- The Washington Times - Thursday, February 28, 2008

D.C. officials said yesterday that the city faces a $95.8 million budget shortfall next year, in part because of a reduction in expected revenues as a result of the slumping national economy.

“In the past, when the U.S. economy has slowed, the District’s economy has also,” said Chief Financial Officer Natwar M. Gandhi. “The current revenue forecast is cautious, but not a recession forecast and by no means the worst case.”

The shortfall is based on revised estimates by Mr. Gandhi that show an expected decrease in city revenue by $62.5 million next year, combined with an early draft of Mayor Adrian M. Fenty’s fiscal 2009 budget proposal that officials said is roughly $30 million short in funding.

Mr. Fenty, a Democrat, said in response that he will not propose tax increases to reduce the estimated shortfall and that the budget will continue to improve services for D.C. residents.

He is expected to deliver his final budget proposal March 20, with Mr. Gandhi’s new numbers.

Maryland and Virginia have dipped into reserve funds to reduce shortfalls while the District has had budget surpluses in recent years.

In Maryland, Gov. Martin O’Malley, a Democrat, last year transferred $1.2 billion from state reserves to balance his fiscal 2008 budget.

He also called a special General Assembly session in November to resolve a shortfall, estimated then to be at least $1.5 billion.

Lawmakers increased taxes by $1.4 billion, proposed $550 million in spending cuts and approved a plan to legalize slot machines to generate state revenue, but the state still faces a shortfall of about $331 million.

In Virginia, Gov. Tim Kaine, a Democrat, said this month that projected revenue was about $1.4 billion short in the $78 billion, two-year budget he introduced in December. He has recommended scaling back spending, trimming agency budgets and diverting $423 million from the state’s savings.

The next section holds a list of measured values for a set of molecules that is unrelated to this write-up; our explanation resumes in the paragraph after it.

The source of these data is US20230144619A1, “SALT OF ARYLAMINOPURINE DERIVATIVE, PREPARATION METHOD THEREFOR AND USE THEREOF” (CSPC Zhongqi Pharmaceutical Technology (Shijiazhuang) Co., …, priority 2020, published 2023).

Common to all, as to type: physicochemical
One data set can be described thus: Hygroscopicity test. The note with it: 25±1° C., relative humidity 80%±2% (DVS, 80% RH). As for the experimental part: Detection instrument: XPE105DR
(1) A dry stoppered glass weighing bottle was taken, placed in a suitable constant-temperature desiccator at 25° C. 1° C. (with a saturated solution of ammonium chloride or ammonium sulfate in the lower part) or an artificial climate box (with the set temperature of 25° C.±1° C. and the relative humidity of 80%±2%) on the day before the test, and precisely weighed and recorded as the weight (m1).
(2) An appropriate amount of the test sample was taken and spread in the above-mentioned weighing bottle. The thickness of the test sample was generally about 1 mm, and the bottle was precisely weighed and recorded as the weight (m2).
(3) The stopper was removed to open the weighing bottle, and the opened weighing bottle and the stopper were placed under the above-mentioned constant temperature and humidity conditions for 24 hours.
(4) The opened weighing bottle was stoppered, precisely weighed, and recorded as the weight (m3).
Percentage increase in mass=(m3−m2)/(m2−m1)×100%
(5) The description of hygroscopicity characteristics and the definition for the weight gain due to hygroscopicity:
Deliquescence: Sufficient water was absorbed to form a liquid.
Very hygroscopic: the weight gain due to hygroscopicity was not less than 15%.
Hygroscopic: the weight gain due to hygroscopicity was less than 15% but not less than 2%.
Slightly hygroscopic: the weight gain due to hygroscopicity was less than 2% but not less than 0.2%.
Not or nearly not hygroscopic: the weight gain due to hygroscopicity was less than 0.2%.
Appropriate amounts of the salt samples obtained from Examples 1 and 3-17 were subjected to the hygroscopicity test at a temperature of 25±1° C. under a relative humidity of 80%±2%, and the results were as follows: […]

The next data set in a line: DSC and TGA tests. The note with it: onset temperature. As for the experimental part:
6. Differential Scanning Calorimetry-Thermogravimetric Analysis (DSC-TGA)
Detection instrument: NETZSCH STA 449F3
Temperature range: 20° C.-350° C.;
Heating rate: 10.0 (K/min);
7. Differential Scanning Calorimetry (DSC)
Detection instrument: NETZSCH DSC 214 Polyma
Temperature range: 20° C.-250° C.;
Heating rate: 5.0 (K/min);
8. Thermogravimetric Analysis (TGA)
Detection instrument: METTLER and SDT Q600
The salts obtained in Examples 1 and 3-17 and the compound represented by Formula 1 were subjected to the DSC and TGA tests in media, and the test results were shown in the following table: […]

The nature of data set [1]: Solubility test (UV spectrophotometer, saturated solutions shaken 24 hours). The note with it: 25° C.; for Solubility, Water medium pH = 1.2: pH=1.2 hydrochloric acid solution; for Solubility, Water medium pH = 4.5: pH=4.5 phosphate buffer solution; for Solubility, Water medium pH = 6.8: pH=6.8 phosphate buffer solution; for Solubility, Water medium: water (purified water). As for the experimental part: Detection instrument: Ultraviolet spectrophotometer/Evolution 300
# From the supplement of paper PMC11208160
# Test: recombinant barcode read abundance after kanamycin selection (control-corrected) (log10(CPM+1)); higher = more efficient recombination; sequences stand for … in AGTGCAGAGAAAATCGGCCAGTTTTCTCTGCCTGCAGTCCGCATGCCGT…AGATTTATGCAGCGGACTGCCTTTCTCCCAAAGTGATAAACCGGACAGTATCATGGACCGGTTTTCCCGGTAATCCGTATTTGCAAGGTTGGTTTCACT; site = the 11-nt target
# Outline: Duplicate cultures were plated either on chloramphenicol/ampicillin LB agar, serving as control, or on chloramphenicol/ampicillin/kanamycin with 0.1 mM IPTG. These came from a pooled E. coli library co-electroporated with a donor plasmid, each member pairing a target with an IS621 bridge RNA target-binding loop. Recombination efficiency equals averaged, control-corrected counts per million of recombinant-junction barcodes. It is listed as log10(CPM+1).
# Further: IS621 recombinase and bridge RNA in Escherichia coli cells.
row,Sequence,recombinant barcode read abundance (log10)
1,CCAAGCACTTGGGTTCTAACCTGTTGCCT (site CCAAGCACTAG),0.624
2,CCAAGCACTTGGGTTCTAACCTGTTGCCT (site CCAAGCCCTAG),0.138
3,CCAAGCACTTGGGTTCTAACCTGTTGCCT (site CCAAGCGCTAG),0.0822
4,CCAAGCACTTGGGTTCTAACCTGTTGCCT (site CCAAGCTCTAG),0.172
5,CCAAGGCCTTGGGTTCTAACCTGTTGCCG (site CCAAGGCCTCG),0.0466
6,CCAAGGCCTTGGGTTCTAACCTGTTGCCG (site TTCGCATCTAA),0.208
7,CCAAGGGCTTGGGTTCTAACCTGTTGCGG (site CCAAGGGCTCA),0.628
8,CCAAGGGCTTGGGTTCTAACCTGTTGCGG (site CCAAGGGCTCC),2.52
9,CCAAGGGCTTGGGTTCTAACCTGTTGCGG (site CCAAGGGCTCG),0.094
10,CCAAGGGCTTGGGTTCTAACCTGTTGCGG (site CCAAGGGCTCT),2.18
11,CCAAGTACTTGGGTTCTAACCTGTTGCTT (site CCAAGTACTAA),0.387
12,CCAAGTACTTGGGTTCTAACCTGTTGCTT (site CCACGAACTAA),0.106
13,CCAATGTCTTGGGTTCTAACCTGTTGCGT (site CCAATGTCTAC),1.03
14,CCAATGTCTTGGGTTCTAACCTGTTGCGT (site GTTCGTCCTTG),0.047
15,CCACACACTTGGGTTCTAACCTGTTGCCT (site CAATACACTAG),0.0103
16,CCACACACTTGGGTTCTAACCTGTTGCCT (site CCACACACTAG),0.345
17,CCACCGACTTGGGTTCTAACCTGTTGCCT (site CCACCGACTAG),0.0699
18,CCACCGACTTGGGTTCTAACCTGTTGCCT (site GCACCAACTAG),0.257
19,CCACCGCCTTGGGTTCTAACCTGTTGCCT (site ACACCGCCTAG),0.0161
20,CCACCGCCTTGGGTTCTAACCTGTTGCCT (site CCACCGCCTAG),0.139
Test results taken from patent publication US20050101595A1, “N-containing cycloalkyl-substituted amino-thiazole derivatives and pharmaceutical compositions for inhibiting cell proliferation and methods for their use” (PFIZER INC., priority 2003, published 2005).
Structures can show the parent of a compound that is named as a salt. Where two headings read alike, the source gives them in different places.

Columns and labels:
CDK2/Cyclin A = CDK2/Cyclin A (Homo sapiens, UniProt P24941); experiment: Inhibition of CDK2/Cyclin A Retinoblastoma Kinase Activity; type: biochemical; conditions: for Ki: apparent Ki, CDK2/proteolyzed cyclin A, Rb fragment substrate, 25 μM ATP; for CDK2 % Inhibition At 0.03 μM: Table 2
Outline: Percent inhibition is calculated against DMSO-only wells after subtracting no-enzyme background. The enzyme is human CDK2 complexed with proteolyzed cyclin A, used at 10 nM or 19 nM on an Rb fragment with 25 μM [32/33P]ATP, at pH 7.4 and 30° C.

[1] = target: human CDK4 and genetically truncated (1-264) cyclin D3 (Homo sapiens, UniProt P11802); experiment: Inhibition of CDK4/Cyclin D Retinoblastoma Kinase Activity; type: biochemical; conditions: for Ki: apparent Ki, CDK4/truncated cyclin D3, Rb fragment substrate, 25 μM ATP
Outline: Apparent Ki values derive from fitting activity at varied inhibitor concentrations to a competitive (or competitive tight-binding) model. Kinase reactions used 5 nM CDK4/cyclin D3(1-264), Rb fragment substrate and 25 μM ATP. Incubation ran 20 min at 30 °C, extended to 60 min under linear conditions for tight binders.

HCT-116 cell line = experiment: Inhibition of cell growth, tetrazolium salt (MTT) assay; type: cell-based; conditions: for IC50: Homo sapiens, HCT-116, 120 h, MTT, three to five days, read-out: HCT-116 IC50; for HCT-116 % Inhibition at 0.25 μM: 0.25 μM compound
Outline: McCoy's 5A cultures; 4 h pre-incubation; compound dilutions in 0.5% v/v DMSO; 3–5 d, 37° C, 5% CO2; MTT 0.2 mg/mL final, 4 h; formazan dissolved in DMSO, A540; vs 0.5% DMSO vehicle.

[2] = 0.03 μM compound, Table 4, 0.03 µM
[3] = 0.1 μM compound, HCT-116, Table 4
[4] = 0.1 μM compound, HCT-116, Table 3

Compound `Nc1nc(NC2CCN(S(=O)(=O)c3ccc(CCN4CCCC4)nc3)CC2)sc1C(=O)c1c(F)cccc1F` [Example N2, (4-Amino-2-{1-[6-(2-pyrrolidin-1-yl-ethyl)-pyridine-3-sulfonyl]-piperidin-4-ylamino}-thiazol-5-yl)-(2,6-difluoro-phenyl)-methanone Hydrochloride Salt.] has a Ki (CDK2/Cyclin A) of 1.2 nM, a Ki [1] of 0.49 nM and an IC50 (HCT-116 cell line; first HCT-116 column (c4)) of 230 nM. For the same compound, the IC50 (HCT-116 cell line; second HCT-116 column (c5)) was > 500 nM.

D.C. Council member Jack Evans, Ward 2 Democrat, said the city may have to make spending cuts in areas such as human services and the public school system to close the budget gap.

The council last year approved Mr. Fenty’s request to spend $81 million in supplemental revenue in fiscal 2008 to help close a deficit of up to $155 million in D.C. public schools. But Mr. Evans, chairman of the council’s Committee on Finance and Revenue, said school officials last week were unable to account for the money.

“At some point, somebody’s got to stand up and say, ‘Wait a minute, folks. We’re pouring money into the school system, and they can’t tell you how they’re spending it,’ ” he said. “If they’re spending it wisely, I’m there.”

Mr. Gandhi said the gap is smaller than those in surrounding jurisdictions, including the $401 million shortfall in fiscal 2008 in Montgomery County.

He said the revised revenue estimates are based in part on assumptions that home prices will decline in coming years and employment and wage growth rates will fall.

Mr. Gandhi said the estimate also was calculated using legislation co-introduced by Mr. Evans and passed by the council last month. The measure is designed to bring small-businesses tax relief and reduce the city’s commercial-property tax rate in some cases.

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